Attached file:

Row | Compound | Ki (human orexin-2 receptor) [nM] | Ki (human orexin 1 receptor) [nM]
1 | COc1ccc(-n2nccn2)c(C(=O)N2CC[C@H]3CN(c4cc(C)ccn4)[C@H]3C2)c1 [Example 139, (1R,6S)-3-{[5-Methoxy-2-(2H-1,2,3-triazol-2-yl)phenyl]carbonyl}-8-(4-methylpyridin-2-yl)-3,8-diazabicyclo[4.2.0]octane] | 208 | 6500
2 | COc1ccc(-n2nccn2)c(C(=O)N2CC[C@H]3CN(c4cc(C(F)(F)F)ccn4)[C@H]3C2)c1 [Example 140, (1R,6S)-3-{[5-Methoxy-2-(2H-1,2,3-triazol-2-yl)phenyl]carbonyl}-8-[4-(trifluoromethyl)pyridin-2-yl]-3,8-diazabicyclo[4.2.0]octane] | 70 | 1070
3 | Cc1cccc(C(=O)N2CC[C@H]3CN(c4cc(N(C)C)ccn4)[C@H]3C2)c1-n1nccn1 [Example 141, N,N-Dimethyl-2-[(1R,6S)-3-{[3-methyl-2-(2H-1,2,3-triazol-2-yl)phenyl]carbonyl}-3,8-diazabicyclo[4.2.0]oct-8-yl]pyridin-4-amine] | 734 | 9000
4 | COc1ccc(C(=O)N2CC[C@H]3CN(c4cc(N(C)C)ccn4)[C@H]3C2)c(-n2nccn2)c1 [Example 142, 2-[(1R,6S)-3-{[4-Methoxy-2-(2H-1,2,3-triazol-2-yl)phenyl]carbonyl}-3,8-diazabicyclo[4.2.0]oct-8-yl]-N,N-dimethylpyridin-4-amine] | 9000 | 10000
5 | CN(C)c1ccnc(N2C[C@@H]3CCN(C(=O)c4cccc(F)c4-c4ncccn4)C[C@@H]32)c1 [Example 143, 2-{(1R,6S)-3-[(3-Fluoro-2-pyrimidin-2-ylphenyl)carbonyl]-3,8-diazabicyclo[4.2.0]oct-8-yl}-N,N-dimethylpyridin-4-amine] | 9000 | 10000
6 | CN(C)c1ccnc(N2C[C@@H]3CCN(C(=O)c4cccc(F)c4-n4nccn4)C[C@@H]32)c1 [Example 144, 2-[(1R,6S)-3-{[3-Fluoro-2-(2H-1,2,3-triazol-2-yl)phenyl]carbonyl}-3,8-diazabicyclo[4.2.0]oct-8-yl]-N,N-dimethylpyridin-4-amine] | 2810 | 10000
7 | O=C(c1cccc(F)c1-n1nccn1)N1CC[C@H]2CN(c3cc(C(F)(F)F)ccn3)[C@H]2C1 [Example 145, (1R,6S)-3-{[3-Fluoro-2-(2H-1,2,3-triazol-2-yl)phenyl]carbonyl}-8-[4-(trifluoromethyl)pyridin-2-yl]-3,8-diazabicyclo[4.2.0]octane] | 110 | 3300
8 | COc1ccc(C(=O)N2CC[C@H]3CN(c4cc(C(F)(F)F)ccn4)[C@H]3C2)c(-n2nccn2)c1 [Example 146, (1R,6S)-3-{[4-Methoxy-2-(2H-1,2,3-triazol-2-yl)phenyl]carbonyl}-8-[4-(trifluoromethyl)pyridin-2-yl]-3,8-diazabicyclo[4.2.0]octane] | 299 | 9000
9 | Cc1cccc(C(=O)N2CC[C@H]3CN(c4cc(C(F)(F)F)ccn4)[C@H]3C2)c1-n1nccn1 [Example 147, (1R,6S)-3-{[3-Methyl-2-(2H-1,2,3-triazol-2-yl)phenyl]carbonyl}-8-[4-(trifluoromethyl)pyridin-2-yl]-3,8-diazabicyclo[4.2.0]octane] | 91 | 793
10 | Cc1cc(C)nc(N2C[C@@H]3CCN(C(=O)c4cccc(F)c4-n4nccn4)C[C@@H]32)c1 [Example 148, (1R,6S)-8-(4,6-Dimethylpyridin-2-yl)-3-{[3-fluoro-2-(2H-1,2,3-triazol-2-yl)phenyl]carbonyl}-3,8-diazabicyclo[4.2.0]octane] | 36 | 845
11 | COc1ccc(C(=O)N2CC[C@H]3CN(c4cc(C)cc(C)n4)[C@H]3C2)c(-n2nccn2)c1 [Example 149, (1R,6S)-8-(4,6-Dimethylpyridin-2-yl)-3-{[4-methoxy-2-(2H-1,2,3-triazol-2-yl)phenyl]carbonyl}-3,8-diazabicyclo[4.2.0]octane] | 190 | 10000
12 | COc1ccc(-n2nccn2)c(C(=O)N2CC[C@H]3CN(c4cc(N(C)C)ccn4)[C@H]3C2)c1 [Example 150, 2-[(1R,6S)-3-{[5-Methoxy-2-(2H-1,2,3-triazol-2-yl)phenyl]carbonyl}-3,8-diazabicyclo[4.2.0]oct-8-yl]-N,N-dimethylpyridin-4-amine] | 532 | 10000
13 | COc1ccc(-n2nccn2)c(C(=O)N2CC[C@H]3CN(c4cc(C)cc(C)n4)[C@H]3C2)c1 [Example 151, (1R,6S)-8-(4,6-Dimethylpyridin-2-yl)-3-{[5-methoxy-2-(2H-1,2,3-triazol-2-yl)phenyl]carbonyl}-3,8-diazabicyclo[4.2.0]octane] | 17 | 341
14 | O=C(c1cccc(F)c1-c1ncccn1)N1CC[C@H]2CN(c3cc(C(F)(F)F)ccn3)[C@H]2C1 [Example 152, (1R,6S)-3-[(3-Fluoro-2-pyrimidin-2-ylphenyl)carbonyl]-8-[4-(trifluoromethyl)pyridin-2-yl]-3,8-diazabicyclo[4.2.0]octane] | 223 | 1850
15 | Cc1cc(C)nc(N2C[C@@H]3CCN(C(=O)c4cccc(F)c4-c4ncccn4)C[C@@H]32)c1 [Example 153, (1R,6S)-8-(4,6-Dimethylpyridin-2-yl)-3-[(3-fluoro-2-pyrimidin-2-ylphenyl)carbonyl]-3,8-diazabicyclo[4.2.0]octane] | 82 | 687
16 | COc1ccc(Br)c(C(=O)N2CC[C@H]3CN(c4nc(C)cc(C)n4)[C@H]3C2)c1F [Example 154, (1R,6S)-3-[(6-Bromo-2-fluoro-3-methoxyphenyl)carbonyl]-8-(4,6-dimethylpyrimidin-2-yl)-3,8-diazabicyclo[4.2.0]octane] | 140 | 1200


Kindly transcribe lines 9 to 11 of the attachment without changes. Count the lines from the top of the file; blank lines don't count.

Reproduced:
8 | COc1ccc(C(=O)N2CC[C@H]3CN(c4cc(C(F)(F)F)ccn4)[C@H]3C2)c(-n2nccn2)c1 [Example 146, (1R,6S)-3-{[4-Methoxy-2-(2H-1,2,3-triazol-2-yl)phenyl]carbonyl}-8-[4-(trifluoromethyl)pyridin-2-yl]-3,8-diazabicyclo[4.2.0]octane] | 299 | 9000
9 | Cc1cccc(C(=O)N2CC[C@H]3CN(c4cc(C(F)(F)F)ccn4)[C@H]3C2)c1-n1nccn1 [Example 147, (1R,6S)-3-{[3-Methyl-2-(2H-1,2,3-triazol-2-yl)phenyl]carbonyl}-8-[4-(trifluoromethyl)pyridin-2-yl]-3,8-diazabicyclo[4.2.0]octane] | 91 | 793
10 | Cc1cc(C)nc(N2C[C@@H]3CCN(C(=O)c4cccc(F)c4-n4nccn4)C[C@@H]32)c1 [Example 148, (1R,6S)-8-(4,6-Dimethylpyridin-2-yl)-3-{[3-fluoro-2-(2H-1,2,3-triazol-2-yl)phenyl]carbonyl}-3,8-diazabicyclo[4.2.0]octane] | 36 | 845